The ultimate saturable transition is a photoswitch (2931), because the absence of spontaneous interstate transitions implies Is→0 and hence a huge Imax/Is at low Imax. Photoswitching between isomerization or binding states, of which only A yields fluorescence, is found in reversibly photoactivatable relatives of the green fluorescent protein, such as asFP595 (50) and dronpa (51), and in photochromic synthetic compounds. The signal is gained by repeated excitation to a transient fluorescent state A↔A*. Initial experiments with asFP595 evidenced breaking Abbe's barrier by cis-trans photo-isomerization with ultralow Imax ≈ 10 W/cm2 (34); similar results were obtained with switchable organic fluorophores (52). Selecting long-lived chemical states A and B highlighted that subdiffraction resolution is possible at ultralow intensities and indicated the potential of both protein and dye photoswitching for breaking Abbe's barrier (2931). Conversely, these experiments also revealed the Achilles' heel of any concept using reversible saturable transitions, which is the finite number of cycles possible between A and B. However, cycling is required while reading out molecular ensembles from targeted coordinates with diffracted beams (Fig. 2). The reason is that ensuring state A at a chosen coordinate means that nearby molecules must be switched to B.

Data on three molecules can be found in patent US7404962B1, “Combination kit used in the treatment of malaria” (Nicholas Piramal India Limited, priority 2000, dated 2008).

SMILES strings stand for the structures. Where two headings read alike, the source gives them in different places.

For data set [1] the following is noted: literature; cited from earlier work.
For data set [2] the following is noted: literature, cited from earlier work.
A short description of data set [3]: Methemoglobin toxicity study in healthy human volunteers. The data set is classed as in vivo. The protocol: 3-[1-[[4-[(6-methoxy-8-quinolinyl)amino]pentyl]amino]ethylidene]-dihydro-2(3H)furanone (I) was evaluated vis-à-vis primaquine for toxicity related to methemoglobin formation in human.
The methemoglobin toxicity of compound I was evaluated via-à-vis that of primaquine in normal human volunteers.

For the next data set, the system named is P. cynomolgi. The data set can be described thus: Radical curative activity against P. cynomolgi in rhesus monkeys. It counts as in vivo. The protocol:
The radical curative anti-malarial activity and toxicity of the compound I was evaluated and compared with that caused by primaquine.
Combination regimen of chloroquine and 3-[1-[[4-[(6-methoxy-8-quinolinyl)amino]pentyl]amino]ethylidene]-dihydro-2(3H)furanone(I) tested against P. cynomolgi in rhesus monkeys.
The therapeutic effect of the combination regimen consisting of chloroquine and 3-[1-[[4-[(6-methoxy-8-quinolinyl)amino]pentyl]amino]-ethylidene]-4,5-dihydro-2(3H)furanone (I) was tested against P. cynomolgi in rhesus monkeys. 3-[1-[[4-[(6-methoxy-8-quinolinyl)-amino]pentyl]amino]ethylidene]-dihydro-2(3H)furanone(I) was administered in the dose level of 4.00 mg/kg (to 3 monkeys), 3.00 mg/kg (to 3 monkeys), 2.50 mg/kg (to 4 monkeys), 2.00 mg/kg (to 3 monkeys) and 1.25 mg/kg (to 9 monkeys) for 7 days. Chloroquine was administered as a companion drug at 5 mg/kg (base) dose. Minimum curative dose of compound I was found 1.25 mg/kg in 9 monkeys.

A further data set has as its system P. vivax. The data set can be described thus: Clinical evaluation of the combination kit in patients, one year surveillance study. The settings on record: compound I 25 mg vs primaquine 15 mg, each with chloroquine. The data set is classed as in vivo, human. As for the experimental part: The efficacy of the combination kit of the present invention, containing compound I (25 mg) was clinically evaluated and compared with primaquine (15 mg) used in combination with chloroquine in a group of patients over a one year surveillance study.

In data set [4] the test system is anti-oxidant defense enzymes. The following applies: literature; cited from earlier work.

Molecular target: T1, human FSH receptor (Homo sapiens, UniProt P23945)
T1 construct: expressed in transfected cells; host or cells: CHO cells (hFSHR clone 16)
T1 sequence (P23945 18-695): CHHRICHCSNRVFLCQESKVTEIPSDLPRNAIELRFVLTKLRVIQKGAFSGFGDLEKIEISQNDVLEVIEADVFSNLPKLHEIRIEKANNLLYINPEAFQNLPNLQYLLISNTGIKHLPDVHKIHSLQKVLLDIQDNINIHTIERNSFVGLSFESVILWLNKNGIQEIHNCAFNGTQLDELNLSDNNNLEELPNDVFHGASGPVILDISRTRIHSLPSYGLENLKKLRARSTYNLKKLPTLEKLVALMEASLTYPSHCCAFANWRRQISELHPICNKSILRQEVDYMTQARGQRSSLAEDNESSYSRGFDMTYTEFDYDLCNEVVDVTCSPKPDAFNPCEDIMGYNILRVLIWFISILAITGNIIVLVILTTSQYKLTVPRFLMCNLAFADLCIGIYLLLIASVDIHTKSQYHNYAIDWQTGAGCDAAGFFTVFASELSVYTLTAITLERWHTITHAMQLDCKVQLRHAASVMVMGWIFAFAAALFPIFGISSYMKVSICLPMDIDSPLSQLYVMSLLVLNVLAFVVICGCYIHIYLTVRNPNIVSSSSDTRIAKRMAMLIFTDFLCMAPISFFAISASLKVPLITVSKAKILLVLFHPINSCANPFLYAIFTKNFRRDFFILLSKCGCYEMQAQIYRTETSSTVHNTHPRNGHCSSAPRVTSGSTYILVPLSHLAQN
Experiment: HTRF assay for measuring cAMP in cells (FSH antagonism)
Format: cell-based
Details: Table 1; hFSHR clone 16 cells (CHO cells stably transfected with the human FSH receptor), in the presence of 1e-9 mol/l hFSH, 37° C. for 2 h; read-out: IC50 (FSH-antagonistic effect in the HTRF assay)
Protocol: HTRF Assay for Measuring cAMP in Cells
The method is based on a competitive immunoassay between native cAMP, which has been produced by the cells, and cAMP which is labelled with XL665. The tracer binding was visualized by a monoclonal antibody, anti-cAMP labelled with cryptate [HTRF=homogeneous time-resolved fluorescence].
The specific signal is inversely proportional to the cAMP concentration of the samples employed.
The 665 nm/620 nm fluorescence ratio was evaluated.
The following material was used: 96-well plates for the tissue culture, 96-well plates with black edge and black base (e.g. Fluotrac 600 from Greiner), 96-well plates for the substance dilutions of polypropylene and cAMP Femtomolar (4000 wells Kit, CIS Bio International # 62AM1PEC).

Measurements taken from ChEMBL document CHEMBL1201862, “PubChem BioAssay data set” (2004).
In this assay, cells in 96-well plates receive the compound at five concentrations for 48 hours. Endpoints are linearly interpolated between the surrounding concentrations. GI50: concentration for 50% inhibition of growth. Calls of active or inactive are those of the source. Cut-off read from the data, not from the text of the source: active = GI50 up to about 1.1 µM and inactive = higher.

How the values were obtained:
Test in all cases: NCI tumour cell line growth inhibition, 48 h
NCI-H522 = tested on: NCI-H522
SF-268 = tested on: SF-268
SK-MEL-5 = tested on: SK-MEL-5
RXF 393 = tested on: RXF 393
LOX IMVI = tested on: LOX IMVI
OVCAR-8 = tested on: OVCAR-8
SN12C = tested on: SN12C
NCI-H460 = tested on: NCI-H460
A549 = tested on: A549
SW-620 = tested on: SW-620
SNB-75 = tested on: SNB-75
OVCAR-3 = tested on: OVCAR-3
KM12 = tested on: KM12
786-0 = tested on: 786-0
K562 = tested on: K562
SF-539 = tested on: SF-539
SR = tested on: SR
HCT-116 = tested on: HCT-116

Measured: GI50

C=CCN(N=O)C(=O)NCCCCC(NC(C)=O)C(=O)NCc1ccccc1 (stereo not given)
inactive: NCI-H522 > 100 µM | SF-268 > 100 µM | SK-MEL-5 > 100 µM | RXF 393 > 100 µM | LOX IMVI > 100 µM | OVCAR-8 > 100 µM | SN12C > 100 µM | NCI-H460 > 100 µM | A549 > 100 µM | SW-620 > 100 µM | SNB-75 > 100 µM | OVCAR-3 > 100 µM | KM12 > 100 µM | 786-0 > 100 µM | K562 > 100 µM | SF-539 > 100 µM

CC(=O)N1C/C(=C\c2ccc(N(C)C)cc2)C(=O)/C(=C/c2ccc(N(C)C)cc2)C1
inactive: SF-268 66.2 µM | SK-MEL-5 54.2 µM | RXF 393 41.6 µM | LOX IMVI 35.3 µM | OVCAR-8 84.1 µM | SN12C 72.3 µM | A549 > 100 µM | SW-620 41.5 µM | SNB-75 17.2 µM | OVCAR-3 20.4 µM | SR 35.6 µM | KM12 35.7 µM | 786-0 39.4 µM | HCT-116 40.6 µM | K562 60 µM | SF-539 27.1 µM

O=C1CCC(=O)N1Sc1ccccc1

This problem is avoided in photoactivatable localization microscopy (PALM) (12, 14) and stochastic optical reconstruction microscopy (STORM) (13), in which single molecules are read out from random coordinates. To this end, a single molecule is switched on or activated (B→A) such that the next activated one normally is further apart than >λ/2n; it is then repeatedly excited (A↔ A*) to render N photons forming a magnified diffraction spot on a camera. Switching off adjacent molecules is not needed because they are off (in B) already. Knowing that only a single molecule is in A allows the calculation of its coordinate from the centroid of the spot with precision Embedded Image. The last step is to switch off the registered molecule, or at least confirm that it is off, so that another one can be switched on and read out. Thus, the image is assembled molecule by molecule by means of a single switching cycle B→A→B′ per molecule.